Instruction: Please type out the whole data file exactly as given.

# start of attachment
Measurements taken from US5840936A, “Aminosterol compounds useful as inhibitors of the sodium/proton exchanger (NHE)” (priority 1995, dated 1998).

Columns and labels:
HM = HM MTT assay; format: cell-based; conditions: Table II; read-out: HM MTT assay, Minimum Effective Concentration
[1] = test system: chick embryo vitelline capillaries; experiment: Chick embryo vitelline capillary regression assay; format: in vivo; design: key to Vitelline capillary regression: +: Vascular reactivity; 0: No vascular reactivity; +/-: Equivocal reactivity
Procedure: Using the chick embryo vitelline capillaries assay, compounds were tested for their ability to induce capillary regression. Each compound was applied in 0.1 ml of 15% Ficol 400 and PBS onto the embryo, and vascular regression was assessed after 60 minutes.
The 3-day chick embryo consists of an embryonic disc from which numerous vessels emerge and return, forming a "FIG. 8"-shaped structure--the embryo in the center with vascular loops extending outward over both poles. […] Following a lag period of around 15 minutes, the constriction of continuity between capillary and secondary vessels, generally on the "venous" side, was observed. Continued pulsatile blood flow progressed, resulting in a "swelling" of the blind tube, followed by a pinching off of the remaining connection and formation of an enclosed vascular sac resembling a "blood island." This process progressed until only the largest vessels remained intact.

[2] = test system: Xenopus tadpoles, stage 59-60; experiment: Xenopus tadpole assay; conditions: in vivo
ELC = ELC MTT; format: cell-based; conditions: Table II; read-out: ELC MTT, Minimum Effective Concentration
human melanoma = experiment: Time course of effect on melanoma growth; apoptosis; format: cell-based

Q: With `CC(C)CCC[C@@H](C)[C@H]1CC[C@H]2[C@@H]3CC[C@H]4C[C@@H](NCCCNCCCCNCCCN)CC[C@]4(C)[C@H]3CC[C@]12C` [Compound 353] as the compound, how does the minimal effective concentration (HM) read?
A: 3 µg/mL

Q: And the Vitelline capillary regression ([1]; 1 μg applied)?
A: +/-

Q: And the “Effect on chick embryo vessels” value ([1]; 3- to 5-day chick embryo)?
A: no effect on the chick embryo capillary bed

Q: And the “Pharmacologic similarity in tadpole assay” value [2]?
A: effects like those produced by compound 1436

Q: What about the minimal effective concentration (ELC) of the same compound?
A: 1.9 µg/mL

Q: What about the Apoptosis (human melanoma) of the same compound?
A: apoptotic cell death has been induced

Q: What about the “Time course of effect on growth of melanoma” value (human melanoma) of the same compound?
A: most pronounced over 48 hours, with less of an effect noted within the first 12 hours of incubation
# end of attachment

Measurements taken from US5840936A, “Aminosterol compounds useful as inhibitors of the sodium/proton exchanger (NHE)” (priority 1995, dated 1998).

Columns and labels:
HM = HM MTT assay; format: cell-based; conditions: Table II; read-out: HM MTT assay, Minimum Effective Concentration
[1] = test system: chick embryo vitelline capillaries; experiment: Chick embryo vitelline capillary regression assay; format: in vivo; design: key to Vitelline capillary regression: +: Vascular reactivity; 0: No vascular reactivity; +/-: Equivocal reactivity
Procedure: Using the chick embryo vitelline capillaries assay, compounds were tested for their ability to induce capillary regression. Each compound was applied in 0.1 ml of 15% Ficol 400 and PBS onto the embryo, and vascular regression was assessed after 60 minutes.
The 3-day chick embryo consists of an embryonic disc from which numerous vessels emerge and return, forming a "FIG. 8"-shaped structure--the embryo in the center with vascular loops extending outward over both poles. […] Following a lag period of around 15 minutes, the constriction of continuity between capillary and secondary vessels, generally on the "venous" side, was observed. Continued pulsatile blood flow progressed, resulting in a "swelling" of the blind tube, followed by a pinching off of the remaining connection and formation of an enclosed vascular sac resembling a "blood island." This process progressed until only the largest vessels remained intact.

[2] = test system: Xenopus tadpoles, stage 59-60; experiment: Xenopus tadpole assay; conditions: in vivo
ELC = ELC MTT; format: cell-based; conditions: Table II; read-out: ELC MTT, Minimum Effective Concentration
human melanoma = experiment: Time course of effect on melanoma growth; apoptosis; format: cell-based

Q: With `CC(C)CCC[C@@H](C)[C@H]1CC[C@H]2[C@@H]3CC[C@H]4C[C@@H](NCCCNCCCCNCCCN)CC[C@]4(C)[C@H]3CC[C@]12C` [Compound 353] as the compound, how does the minimal effective concentration (HM) read?
A: 3 µg/mL

Q: And the Vitelline capillary regression ([1]; 1 μg applied)?
A: +/-

Q: And the “Effect on chick embryo vessels” value ([1]; 3- to 5-day chick embryo)?
A: no effect on the chick embryo capillary bed

Q: And the “Pharmacologic similarity in tadpole assay” value [2]?
A: effects like those produced by compound 1436

Q: What about the minimal effective concentration (ELC) of the same compound?
A: 1.9 µg/mL

Q: What about the Apoptosis (human melanoma) of the same compound?
A: apoptotic cell death has been induced

Q: What about the “Time course of effect on growth of melanoma” value (human melanoma) of the same compound?
A: most pronounced over 48 hours, with less of an effect noted within the first 12 hours of incubation